In my most recent column in the Moscow News, Echoes of 1991, I considered the recent street violence in Moscow in the context of the mass protests in support of Boris Yeltsin in spring 1991. Of course, there are limits to all historical analogies; in particular there is no Boris Yeltsin to unite the anti-Kremlin forces and Russia 2012 is in a much better place that the USSR in its final — terminal — year. Ironically, one of the key engines of the current protest movement is, after all, economic success and the consequent rise of a middle class not dependent directly on the state, compared with the economic crisis of the late Soviet Union. My key point, though, was to compare how those protests, or rather how the ways in which they were managed by the authorities, were regarded by hard-liners, more moderate forces within the Kremlin and the radicals.
I wrote that on Monday, right after the protests (it didn’t appear until Thursday thanks to the extra long Victory Day meets Presidential Inauguration holiday) and since then I’ve been wondering which faction and emotional response is in the ascendant. The spectacle of people being rounded up just for wearing white ribbons and presidential mouthpiece Peskov’s assertion that the “livers of protesters should be smeared across the asphalt” for hurting OMON riot police certainly suggests a hardening line. If the rumors are true that Udaltsov and Navalny are facing charges of incitement to riot under Article 212 of the Criminal Code, punishable by up to 2 years in prison, then that also suggests a toughening stance. The names of whoever are the Interior Minister, General Prosecutor and head of the Investigations Committee in the new government (though the last is unlikely to change) may also tell us something about the anticipated future response.
This was possibly inevitable given the circumstances, the personalities of Putin and those around him and the natural instincts of the state. In the immediate circumstances, the violent frustration of a fraction of the protesters has done their cause undoubted harm.
It has played into the hands of the hard-liners. No government can sit back as extremists storm barricades to get to the seat of power, just as OMON will respond when challenged or attached. Those who have been advocating a more general crack-down now have the perfect opportunity, though.
Secondly, this will further fragment the opposition, attracting a violent element who just want an excuse for a brawl and alienating many others. In particular, violence will not play well in the provinces. The opposition is still a metropolitan, middle class phenomenon. It does not seem to have much to say to the ordinary Russian of the rural township or the grimy, de-industrializing smokestack city. The recent victories of opposition candidates in Togliatti and Yaroslavl, precisely by campaigning on local and practical concerns, suggested that they could bridge this gap. After this week, those bridges could be burning.
Of course, the Kremlin won the day. How could they not? Even without reinforcement, Moscow alone has 50,000 police, 30,000 security troops and another 15,000 soldiers and Kremlin guards. However, this is hardly the kind of backdrop Mr Putin wanted for his inauguration. He is not a man to take reverses and perceived insults in his stride, so will likely be looking for payback. More to the point, much of the reason for his impressive political longevity — beyond healthy oil and gas revenues — has been his ability to cultivate an image of effortless and unchallengeable supremacy. He has seemed more like a tsar ruling by divine right than just another politician.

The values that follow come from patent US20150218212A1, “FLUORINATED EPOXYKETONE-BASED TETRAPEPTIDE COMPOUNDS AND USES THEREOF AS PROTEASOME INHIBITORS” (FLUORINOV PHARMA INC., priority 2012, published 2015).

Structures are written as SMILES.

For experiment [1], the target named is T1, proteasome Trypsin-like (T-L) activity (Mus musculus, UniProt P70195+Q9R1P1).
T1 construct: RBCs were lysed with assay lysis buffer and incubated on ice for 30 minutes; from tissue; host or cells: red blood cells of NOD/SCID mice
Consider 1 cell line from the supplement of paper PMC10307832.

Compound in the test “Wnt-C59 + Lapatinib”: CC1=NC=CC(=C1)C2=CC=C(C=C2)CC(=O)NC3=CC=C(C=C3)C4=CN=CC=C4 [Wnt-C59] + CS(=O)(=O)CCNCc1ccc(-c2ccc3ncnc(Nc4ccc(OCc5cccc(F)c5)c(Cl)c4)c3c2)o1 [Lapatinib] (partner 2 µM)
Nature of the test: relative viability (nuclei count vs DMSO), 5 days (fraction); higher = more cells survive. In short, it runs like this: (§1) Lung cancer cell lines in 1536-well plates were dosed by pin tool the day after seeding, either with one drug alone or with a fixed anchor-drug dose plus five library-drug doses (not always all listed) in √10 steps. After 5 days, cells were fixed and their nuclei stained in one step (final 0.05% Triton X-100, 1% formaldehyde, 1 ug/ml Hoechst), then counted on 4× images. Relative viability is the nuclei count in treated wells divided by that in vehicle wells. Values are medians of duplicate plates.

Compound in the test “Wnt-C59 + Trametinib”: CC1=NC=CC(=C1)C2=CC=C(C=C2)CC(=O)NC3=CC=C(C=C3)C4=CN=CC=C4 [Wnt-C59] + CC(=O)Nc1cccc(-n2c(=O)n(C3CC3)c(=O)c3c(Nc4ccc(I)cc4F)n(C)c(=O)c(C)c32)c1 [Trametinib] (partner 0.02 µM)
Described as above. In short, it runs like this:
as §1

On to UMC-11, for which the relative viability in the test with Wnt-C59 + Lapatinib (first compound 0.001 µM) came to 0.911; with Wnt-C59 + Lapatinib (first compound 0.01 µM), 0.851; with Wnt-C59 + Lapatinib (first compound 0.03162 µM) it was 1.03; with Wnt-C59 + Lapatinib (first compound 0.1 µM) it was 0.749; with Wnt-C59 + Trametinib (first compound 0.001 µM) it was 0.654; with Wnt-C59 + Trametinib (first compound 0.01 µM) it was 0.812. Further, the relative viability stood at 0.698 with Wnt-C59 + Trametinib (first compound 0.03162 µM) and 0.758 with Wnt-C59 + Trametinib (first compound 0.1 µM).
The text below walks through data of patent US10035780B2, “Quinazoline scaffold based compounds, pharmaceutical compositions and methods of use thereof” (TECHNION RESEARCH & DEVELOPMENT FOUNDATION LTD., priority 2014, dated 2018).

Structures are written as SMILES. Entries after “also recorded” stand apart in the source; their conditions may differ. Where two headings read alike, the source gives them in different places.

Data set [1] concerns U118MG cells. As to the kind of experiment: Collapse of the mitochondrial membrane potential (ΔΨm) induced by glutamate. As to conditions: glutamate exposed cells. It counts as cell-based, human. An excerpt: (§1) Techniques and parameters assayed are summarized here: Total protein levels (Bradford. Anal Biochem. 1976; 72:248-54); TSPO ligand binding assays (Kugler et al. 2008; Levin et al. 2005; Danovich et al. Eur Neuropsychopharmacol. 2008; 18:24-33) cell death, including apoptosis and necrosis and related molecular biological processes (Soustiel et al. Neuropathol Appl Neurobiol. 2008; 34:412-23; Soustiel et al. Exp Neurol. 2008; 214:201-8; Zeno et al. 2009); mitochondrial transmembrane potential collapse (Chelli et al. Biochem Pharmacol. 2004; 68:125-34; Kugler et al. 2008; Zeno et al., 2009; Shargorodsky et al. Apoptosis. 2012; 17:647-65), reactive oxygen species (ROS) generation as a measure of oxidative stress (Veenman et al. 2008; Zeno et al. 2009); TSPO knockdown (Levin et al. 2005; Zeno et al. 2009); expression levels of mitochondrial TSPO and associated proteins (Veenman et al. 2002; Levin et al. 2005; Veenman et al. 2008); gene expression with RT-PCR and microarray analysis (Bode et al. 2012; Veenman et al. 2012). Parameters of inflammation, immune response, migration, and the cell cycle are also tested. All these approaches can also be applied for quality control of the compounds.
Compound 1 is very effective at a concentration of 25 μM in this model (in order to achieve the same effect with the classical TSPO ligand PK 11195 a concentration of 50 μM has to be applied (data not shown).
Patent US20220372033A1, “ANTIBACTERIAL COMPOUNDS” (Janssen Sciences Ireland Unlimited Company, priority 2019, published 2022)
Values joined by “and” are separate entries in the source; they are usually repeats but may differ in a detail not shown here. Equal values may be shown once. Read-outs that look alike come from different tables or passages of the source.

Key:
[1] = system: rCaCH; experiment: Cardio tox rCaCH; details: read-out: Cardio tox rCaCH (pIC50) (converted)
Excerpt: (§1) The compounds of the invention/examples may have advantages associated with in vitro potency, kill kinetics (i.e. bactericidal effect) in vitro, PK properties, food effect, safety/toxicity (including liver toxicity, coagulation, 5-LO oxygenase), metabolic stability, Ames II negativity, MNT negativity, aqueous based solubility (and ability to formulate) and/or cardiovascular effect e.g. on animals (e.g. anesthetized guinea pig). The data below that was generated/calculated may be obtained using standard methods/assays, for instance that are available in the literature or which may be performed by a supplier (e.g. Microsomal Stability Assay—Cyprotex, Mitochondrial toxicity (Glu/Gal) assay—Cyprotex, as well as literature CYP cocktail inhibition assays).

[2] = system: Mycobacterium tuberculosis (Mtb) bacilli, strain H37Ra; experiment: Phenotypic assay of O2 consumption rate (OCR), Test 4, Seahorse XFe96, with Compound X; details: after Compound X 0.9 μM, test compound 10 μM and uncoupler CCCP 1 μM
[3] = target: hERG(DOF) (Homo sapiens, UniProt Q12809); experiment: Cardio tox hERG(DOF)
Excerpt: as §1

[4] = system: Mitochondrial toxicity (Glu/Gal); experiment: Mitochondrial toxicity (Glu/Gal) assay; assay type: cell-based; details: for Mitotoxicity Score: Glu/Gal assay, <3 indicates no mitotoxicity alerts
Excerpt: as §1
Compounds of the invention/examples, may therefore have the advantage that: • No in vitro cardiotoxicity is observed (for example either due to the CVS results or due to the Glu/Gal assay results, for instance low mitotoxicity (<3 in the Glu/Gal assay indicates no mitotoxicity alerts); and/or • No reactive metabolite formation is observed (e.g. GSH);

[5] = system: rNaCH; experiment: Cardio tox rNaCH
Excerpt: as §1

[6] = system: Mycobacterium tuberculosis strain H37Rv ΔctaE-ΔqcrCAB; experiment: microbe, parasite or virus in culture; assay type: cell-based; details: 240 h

Public protests following last year’s parliamentary elections; the need to make grand (and expensive) promises and campaign in a way he had never had to before in the presidential campaign; open violence on the streets of Moscow. These all challenge the very foundations of his system, which has depended on public complacency and elite complicity. If ordinary Russians begin to question the sureness of Mr Putin’s grip and his judgement, then they begin to realize they have a real choice.
Here we come back to the Spring 1991 parallel. Then, Gorbachev came to realize how dangerous was his ‘winter alliance’ with the conservatives and he turned back towards a reformist route. Ultimately, the hard-liners ended up launching their short-lived August Coup and in the process destroyed any last hopes of salvaging a new Union from the ruins of the USSR. (The irony is that Kryuchkov and the other members of the vosmërka ‘gang of eight’ should in some ways be celebrated as founding fathers of the new Russia!) However, this time the hard-liners are in charge and the more moderate voices are for the moment sidelined. Who is there to counsel caution and conciliation to Putin?
But the majority of the new Russian elite — even the silovik types — are not, in my opinion, hard-liners or soft-. Instead, they are pragmatic opportunists. If Putin is able to quell the opposition with a mix of intimidation, spending and political technologies, then well and good. However, in my conversations with figures within and associated with the Russian security apparatus, I cannot help but sense an unease. They will not sit back and let radicals storm the Kremlin, and they are worried about preserving their powers and virtual impunity (most seem to have shady sidelines in business that help them live very well).
But they saw the USSR collapse, they see the news from Libya and Syria and realize that no regime lasts for ever. They know they won today, but they know that this is not the end of it. What will they do if the choice is between long-term and major repression to protect Putin or quietly telling him it is time to go? The radicals will not force Mr Putin out of the Kremlin; but his response to them may, in the long run, do it for them.